I am a lecturer in Linguistics, specialising in sociolinguistics. I am particularly interested in the ways in which spoken language varies between speakers and groups of speakers, and the way it changes over time. This involves the study of accents and dialects, and the ability to measure fine phonetic differences in people's speech. I look at ways in which identities are performed through linguistic variables so as to better understand how we construct and negotiate our place in everyday social contexts.
Having spent a number of years looking at the patterns of such sociolinguistic variation in a second language, my current focus is on the speech of adolescents in multicultural urban environments such as inner-city Manchester.
Teaching and research go hand in hand; they inform and improve each other. Explaining complex ideas to students is the best way to fully understand the concepts yourself, and being involved in current, relevant research is the best way to keep your teaching focused and up to date.
If you are interested in sociolinguistics, then you have to start listening. Really listen to the different ways in which different people speak in different contexts. Listen to your own speech, and start noticing how you pronounce the words you use, and think about how your speech changes depending on where you are.
University of Manchester
MA Applied Linguistics (joint programme leader)
I am interested in supervising PhD students in the following areas:
I am currently Director of Studies for 4 PhD students:
Language variation and change (particularly at the level of phonetics and phonology); sociophonetics; urban youth language; English accents and dialects; dialect acquisition; dialect perception; language and identity; usage-based phonetics/phonology; the teaching of pronunciation; vowel/colour perception.
For a complete list of publications (including those under review), pdf copies of selected items, and a full list of conference papers, please visit www.robdrummond.co.uk
I am involved in two current research projects:
UrBEn-ID - Exploring the langauge and identities of urban youth.
Manchester Voices (with Dr Erin Carrie) - Exploring the language, identities and people of Greater Manchester
R. Drummond (2017). (Mis)interpreting urban youth language: white kids sounding black?. Journal of Youth Studies. 20(5), pp.640-660.
R. Drummond (2014). The role of orthography in (apparent) L2 dialect acquisition. English World-Wide. 35(3), pp.338-351.
R. Drummond (2013). The Manchester Polish STRUT. Journal of English Linguistics. 41(1), pp.65-93.
R. Drummond (2012). Aspects of identity in a second language: ING variation in the speech of Polish migrants living in Manchester, UK. Language Variation and Change. 24(01), pp.107-133.
R. Drummond (2011). Glottal variation in /t/ in non-native English speech: Patterns of acquisition. English World-Wide. 32(3), pp.280-308.
RJ. Drummond, E. Schleef (2016). Identity and Variationist Sociolinguistics. In: The Routledge Handbook of Language and Identity. Routledge,
RJ. Drummond (2015). Non-native northern English. In: Researching Northern English. John Benjamins,
RJ. Drummond, S. Dray (2015). ‘Gimme dat ting’: Word initial th-stopping among urban British youth. University of Toronto, 22/10/2015.
R. Drummond (2015). Tales of the unpredictable: researching TH-stopping in urban British English. University of York, 1/9/2015.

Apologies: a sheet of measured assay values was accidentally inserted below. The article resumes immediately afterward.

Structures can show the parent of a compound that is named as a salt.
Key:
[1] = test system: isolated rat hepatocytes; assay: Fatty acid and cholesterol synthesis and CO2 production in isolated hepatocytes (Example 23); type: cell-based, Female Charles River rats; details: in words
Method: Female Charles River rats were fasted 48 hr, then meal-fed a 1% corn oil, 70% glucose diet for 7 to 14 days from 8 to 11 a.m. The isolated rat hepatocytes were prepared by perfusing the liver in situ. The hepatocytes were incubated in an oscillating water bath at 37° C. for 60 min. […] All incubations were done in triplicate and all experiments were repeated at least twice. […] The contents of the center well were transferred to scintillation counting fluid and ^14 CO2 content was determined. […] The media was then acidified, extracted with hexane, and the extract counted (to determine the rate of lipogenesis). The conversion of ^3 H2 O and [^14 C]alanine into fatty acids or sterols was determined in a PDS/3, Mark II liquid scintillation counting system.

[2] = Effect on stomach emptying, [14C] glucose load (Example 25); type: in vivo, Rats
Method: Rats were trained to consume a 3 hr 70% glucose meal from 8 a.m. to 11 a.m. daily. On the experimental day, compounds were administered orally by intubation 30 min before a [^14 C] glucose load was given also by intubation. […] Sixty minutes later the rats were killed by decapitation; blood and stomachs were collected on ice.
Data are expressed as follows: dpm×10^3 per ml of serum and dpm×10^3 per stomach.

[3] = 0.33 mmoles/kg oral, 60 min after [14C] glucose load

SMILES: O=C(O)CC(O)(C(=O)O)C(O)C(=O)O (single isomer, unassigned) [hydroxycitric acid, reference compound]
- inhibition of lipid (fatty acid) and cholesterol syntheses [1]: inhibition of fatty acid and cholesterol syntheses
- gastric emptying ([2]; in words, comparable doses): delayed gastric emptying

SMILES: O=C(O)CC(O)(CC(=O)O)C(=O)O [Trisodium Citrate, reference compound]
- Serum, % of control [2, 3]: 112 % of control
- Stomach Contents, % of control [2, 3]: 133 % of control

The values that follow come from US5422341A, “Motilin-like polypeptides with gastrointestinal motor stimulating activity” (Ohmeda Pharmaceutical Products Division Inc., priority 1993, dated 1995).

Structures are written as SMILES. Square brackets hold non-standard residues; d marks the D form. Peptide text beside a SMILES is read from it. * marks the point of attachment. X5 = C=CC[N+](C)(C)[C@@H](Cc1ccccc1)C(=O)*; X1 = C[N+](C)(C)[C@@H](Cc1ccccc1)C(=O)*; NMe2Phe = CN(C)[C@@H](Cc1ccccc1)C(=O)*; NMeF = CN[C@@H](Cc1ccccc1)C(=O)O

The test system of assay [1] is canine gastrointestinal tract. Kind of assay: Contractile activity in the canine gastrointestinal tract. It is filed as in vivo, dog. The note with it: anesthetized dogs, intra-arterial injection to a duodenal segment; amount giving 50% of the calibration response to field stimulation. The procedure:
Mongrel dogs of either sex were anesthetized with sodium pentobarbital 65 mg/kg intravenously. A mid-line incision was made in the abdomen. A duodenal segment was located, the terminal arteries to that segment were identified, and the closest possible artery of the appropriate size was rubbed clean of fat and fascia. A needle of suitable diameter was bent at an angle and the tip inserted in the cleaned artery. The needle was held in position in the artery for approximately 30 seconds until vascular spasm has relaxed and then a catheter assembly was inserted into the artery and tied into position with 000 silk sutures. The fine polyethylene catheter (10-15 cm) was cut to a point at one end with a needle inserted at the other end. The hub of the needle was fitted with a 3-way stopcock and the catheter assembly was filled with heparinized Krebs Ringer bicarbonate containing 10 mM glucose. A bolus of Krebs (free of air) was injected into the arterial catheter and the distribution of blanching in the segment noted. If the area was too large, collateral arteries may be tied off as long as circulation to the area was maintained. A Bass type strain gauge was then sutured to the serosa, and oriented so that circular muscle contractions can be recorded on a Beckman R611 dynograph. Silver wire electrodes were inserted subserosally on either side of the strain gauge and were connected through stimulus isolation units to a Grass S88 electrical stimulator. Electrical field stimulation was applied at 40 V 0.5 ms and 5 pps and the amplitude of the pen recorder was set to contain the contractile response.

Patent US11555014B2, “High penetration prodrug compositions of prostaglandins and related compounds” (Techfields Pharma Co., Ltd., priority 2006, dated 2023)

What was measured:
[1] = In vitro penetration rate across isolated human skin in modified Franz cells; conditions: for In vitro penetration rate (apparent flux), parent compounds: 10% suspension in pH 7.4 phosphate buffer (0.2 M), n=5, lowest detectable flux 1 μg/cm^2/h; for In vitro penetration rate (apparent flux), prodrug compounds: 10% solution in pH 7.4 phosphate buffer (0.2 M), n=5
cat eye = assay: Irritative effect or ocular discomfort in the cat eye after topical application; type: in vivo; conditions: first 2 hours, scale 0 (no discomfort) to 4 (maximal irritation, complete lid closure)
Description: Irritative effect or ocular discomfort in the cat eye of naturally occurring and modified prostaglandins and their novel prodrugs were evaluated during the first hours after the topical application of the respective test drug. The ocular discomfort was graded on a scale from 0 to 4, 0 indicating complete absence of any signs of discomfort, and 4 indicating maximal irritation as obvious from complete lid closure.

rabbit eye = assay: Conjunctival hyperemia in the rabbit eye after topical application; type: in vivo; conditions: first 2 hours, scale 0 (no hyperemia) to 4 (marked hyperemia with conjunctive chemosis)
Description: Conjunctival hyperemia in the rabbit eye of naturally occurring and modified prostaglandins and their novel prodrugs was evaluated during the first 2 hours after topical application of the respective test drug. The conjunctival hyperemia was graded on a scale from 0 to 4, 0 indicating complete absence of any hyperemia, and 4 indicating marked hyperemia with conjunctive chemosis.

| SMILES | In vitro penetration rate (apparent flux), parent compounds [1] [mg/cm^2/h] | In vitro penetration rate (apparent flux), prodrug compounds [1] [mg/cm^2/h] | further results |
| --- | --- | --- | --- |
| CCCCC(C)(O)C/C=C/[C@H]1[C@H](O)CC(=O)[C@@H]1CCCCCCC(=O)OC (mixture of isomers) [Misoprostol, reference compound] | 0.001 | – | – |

RJ. Drummond (2015). (Mis)interpreting urban youth language. University of Copenhagen, 30/3/2015.
R. Drummond (2010). Speaking like the locals-the acquisition of two local variants in the spoken English of native Polish speakers living in Manchester. In: Proceedings of the 6th International Symposium on the Acquisition of Second Language Speech, New Sounds 2010. Poznan, Poland, 1/5/2010. pp.106-112.
Expressing inner city youth identity through Multicultural Urban British English
I was recently awarded a research project grant by the Leverhulme Trust (£107,000) to continue my work looking into the use of what is known as ‘Multicultural Urban British English’ among young people in Manchester. The project involved the appointment of a two year full-time post doctoral research associate, Dr Susan Dray, who joined me in collecting ethnographic and speech data from Pupil Referral Units and a mainstream school in Manchester. It is hoped that the findings will raise awareness of the changing nature of young urban speech, highlighting the fact that many of its salient features are predictable results of the context in which it is used and acquired. In addition, the project will explore the ways in which particular linguistic features are used in the construction and negotiation of identity among young people, while at the same time looking at the extent to which speakers are able to code-switch between language varieties.
For more details about the project see: www.urben-id.org
Regulare appearances as a Language Expert on TV and Radio. Recent appearances include:
I have also written for mainstream publications:
(With Erin Carrie) ‘Why so many singers sound American – but British grime artists are bucking the trend’ The Conversation/The Independent/The Daily Mail [Available online here]
Leave off, will you? Britain should celebrate ‘regional’ accents’. The Conversation. 1st Nov 2016. [Available online here]
‘Skepta, grime, and urban British youth language: a guide’. The Conversation. 21st Sep 2016. [Available online here]
‘Slang shouldn’t be banned, it should be celebrated, innit’. The Conversation. 3rd May 2016. [Available online here]
‘What grammar pedants and fashion victims have in common’. The Conversation/The Independent. 3rd March 2016. [Available online here]
I am a reviewer for AHRC and ESRC funding bodies, and have been a member of the AHRC peer review college since 2015.